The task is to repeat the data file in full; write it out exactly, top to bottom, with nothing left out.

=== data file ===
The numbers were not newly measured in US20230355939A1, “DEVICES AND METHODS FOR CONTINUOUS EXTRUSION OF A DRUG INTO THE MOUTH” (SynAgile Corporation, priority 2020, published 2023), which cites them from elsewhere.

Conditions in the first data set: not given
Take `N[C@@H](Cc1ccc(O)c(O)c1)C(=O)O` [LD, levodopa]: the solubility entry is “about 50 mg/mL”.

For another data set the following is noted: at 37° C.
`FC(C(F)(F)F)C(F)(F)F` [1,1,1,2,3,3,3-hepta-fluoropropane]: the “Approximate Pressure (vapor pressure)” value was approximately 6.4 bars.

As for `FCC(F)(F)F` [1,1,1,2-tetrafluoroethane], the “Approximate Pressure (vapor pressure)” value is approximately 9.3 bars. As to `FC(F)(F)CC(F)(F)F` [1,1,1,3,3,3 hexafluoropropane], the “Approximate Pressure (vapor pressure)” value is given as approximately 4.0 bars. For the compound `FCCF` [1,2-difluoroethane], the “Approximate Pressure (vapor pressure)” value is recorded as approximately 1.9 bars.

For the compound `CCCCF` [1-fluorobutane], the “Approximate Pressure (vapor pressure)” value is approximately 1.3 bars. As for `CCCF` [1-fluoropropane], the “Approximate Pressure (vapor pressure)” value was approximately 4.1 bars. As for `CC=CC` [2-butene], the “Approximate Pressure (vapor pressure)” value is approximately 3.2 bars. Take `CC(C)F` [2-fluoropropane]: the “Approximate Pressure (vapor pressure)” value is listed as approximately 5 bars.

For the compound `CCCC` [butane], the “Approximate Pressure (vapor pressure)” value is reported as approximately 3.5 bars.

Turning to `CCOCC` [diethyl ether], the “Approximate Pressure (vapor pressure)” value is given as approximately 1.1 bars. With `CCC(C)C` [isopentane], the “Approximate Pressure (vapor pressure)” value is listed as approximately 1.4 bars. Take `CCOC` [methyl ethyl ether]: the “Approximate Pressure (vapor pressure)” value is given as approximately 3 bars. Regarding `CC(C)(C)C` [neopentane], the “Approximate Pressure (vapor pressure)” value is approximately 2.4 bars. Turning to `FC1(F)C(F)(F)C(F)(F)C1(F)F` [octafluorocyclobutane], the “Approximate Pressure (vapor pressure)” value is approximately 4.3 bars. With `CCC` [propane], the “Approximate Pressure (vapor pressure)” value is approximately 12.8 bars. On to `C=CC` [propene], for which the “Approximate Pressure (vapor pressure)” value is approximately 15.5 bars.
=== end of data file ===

The numbers were not newly measured in US20230355939A1, “DEVICES AND METHODS FOR CONTINUOUS EXTRUSION OF A DRUG INTO THE MOUTH” (SynAgile Corporation, priority 2020, published 2023), which cites them from elsewhere.

Conditions in the first data set: not given
Take `N[C@@H](Cc1ccc(O)c(O)c1)C(=O)O` [LD, levodopa]: the solubility entry is “about 50 mg/mL”.

For another data set the following is noted: at 37° C.
`FC(C(F)(F)F)C(F)(F)F` [1,1,1,2,3,3,3-hepta-fluoropropane]: the “Approximate Pressure (vapor pressure)” value was approximately 6.4 bars.

As for `FCC(F)(F)F` [1,1,1,2-tetrafluoroethane], the “Approximate Pressure (vapor pressure)” value is approximately 9.3 bars. As to `FC(F)(F)CC(F)(F)F` [1,1,1,3,3,3 hexafluoropropane], the “Approximate Pressure (vapor pressure)” value is given as approximately 4.0 bars. For the compound `FCCF` [1,2-difluoroethane], the “Approximate Pressure (vapor pressure)” value is recorded as approximately 1.9 bars.

For the compound `CCCCF` [1-fluorobutane], the “Approximate Pressure (vapor pressure)” value is approximately 1.3 bars. As for `CCCF` [1-fluoropropane], the “Approximate Pressure (vapor pressure)” value was approximately 4.1 bars. As for `CC=CC` [2-butene], the “Approximate Pressure (vapor pressure)” value is approximately 3.2 bars. Take `CC(C)F` [2-fluoropropane]: the “Approximate Pressure (vapor pressure)” value is listed as approximately 5 bars.

For the compound `CCCC` [butane], the “Approximate Pressure (vapor pressure)” value is reported as approximately 3.5 bars.

Turning to `CCOCC` [diethyl ether], the “Approximate Pressure (vapor pressure)” value is given as approximately 1.1 bars. With `CCC(C)C` [isopentane], the “Approximate Pressure (vapor pressure)” value is listed as approximately 1.4 bars. Take `CCOC` [methyl ethyl ether]: the “Approximate Pressure (vapor pressure)” value is given as approximately 3 bars. Regarding `CC(C)(C)C` [neopentane], the “Approximate Pressure (vapor pressure)” value is approximately 2.4 bars. Turning to `FC1(F)C(F)(F)C(F)(F)C1(F)F` [octafluorocyclobutane], the “Approximate Pressure (vapor pressure)” value is approximately 4.3 bars. With `CCC` [propane], the “Approximate Pressure (vapor pressure)” value is approximately 12.8 bars. On to `C=CC` [propene], for which the “Approximate Pressure (vapor pressure)” value is approximately 15.5 bars.